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What is an Electromagnetic Wave? | 10 mins | 0 completed | Learn |

The Electromagnetic Spectrum | 10 mins | 0 completed | Learn |

Energy Carried by Electromagnetic Waves | 12 mins | 0 completed | Learn |

Electromagnetic Waves as Sinusoidal Waves | 7 mins | 0 completed | Learn |

Polarization Filters | 21 mins | 0 completed | Learn |

Displacement Current and Maxwell's Equations | 12 mins | 0 completed | Learn |

Concept #1: Electromagnetic Waves as Sinusoidal Waves

**Transcript**

Hey guys in this video we're going to talk about electromagnetic waves mathematically described as sinusoidal waves, let's get to it. Now as we know a common electromagnetic wave can be represented as a sinusoidal wave or sorry as an electric and magnetic field both of which are sinusoidal the image above me was the image that we saw before and this is the most common image for an electromagnetic wave we have in this case an electric field pointing in the X direction right we have an electrical in the X direction we have a magnetic field in the Y direction and we have propagation in the Z direction this makes our wave as we know a transverse wave because indeed the direction of propagation is perpendicular to both directions of oscillation. The direction of oscillation for the electric field and the direction of oscillation for the magnetic field so if we want to describe this mathematically we would write them as sine functions for example the electric field there would be some maximum electric field which is that amplitude of oscillation times sine of K X minus omega T. Omega we already know because we've seen this in oscillating functions before is the angular frequency of oscillation but K is something new it's called the wave number and I'll explain what it is and one second. Now to make this a vector we have the say in what direction the electric field is oscillating in our case it's oscillating in the X direction so I'll give it an I hat the magnetic field is going to be described the exact same way because if you look at the waves the oscillations in the above picture their identical except that the magnetic field is 90 degrees from the electric field so this is going to be some maximum magnetic field B max times sine of once again K, X minus omega T and I need to give it a direction and I'll say since its moving in the Y direction sorry since it's oscillating in the Y direction. These are Js by the way I made a little mistake here those X's are not X's those X's are Z's. That's the position along the propagation direction those are Z's since it's propagating in the Z direction alright now what the wave number is is it's related to the wave length it's just two Pi divided by the wave length and we know how to relate the angular frequency to things like the frequency and things like the period because we've done it many times before so let's do a quick example and get out here.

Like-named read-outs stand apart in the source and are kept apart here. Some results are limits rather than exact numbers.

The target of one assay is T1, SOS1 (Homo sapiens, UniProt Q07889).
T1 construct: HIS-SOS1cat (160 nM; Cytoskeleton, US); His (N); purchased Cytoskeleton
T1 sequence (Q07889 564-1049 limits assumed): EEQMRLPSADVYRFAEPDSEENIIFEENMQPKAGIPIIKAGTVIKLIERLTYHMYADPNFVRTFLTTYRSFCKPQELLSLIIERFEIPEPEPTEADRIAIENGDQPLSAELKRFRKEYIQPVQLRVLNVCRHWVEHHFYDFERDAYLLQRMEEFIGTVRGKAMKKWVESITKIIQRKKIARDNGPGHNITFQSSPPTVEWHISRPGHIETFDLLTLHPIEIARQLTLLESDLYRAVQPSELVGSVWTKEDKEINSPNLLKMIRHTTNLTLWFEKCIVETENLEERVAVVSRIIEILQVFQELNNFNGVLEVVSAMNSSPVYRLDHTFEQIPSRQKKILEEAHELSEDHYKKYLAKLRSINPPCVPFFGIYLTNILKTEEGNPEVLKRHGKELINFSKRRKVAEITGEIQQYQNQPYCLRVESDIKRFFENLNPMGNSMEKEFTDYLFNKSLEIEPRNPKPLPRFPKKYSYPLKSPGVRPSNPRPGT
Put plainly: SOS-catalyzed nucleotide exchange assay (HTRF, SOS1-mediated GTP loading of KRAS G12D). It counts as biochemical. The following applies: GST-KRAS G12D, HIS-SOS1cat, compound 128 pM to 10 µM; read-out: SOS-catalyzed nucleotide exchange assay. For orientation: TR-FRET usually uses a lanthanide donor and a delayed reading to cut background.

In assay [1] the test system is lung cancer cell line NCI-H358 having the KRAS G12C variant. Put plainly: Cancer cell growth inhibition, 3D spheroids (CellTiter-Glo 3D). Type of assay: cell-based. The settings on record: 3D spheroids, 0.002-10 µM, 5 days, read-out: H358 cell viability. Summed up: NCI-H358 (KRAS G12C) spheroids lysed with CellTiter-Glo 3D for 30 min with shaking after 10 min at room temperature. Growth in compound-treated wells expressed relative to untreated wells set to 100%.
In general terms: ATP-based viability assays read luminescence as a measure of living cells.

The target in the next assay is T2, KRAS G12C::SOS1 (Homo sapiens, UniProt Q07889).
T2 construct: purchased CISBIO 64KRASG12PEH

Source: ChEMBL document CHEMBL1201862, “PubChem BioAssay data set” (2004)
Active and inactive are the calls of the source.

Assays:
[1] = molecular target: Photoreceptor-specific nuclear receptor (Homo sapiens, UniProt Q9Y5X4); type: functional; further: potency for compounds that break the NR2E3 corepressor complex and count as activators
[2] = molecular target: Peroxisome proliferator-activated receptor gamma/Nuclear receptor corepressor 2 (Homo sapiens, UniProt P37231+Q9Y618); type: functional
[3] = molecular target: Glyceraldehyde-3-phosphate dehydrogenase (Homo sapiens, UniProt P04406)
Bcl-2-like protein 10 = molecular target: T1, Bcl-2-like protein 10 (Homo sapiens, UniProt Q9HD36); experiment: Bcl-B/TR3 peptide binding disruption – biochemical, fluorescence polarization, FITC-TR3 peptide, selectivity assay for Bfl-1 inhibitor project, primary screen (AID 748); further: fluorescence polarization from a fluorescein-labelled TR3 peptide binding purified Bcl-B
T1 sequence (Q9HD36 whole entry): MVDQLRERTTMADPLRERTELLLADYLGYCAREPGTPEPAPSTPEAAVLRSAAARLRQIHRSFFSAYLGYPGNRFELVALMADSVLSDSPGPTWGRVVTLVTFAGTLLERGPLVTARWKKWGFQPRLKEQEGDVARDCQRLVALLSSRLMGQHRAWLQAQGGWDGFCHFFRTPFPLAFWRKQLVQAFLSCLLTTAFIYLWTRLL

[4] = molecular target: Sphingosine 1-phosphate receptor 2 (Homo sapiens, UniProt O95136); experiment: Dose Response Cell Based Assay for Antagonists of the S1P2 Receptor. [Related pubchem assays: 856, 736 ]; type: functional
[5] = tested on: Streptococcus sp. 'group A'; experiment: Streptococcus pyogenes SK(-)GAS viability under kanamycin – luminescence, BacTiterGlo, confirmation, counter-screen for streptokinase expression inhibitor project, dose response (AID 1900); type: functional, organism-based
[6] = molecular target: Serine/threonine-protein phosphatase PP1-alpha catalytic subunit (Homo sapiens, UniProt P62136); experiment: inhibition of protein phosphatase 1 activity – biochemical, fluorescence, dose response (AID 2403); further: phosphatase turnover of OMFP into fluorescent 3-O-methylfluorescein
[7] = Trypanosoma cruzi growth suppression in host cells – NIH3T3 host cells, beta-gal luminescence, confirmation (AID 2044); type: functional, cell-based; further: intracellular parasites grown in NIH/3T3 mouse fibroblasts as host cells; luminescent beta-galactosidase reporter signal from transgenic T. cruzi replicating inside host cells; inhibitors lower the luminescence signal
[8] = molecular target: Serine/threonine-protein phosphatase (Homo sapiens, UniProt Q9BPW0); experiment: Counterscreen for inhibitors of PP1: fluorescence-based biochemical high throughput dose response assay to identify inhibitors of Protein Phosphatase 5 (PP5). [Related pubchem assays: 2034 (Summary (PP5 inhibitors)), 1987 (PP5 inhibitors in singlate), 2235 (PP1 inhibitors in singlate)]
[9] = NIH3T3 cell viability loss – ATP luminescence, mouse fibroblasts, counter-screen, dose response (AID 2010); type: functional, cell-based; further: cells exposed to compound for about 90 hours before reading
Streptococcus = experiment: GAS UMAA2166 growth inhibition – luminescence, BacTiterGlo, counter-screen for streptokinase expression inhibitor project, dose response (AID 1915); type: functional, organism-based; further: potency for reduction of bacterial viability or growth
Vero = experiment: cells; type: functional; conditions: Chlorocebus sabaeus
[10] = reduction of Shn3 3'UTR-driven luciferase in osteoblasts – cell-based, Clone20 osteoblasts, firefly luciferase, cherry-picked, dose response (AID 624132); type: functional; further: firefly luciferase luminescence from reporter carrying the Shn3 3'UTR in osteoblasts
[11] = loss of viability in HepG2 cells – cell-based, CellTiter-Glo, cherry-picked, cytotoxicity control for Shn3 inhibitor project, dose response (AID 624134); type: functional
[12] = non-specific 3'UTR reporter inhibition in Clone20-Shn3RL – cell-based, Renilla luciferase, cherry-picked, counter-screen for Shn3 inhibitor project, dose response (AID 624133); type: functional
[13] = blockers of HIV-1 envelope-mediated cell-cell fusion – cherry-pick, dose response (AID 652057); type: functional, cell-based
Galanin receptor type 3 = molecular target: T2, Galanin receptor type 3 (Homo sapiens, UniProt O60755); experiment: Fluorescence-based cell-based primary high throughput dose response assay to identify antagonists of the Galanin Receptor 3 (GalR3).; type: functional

The following are the electric and magnetic fields let me leave equations, the following are the electric and magnetic fields that describe a particular electromagnetic wave what is the wavelength of this wave? What is the period? I'm going to address the period first just because what I am most comfortable with but it really doesn't matter how you do them because one answer does not depend upon the other this is the angular frequency in both cases. That's the quantity that we know is related to the wavelength sorry to the period we know that the angular frequency is 2 Pi over the period so we know that this is going to be 2 Pi over 4.19 times 10 to the 15 and so wops sorry I forgot a step there and so if I want to isolate the period I got to multiply the period up and divided the wavelength over so the period is 2 Pi over the wave length which is going to be 2 Pi over 4.19 times 10 to the 15 right that's the angular frequency and this whole thing is going to equal 1.5 times 10 to the -15 seconds which is an incredibly small number because the frequency is an incredibly large number we would expect the period to be very very very small if the frequency is very very very high now we want to address the wave number. We have our equation in red above in the green box for what the wave number is and we know that these numbers are both the wave numbers and the wave number is related to our wave length which is what we want to find so I can multiply the wavelength up and I can divide that over and I can get to the wavelength is 2 Pi over K. Which is 2 Pi over 1.4 times 10 to the 7. Which is going to be 450 or so times 10 to the -9 meters. I've chosen to write it like this for a particular reason because this can then be written as 450 nanometers which is blue light. So those are our two answers, now these two numbers have to actually be related to one another for multitude of reasons first of all we know that lambda divided by the period has to be the speed of the wave which is in this case light and you'll see that if you do take lambda and you do take the period and you divide them you will get C. That's one way to confirm that this is in fact a correct wave another way is to just take omega and divide it by K. Both of which are already represented in this equation, in the functions that will also equal the speed of light and finally we know that the ratio of E max to B max has to be the speed of light and if I wrote these functions correctly I check the multiple times I'm pretty sure I did all three of these relationships should be true. Alright guys that wraps up our discussion on electromagnetic waves as sinusoidal waves. Thanks for watching.

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Concept #1: Electromagnetic Waves as Sinusoidal Waves

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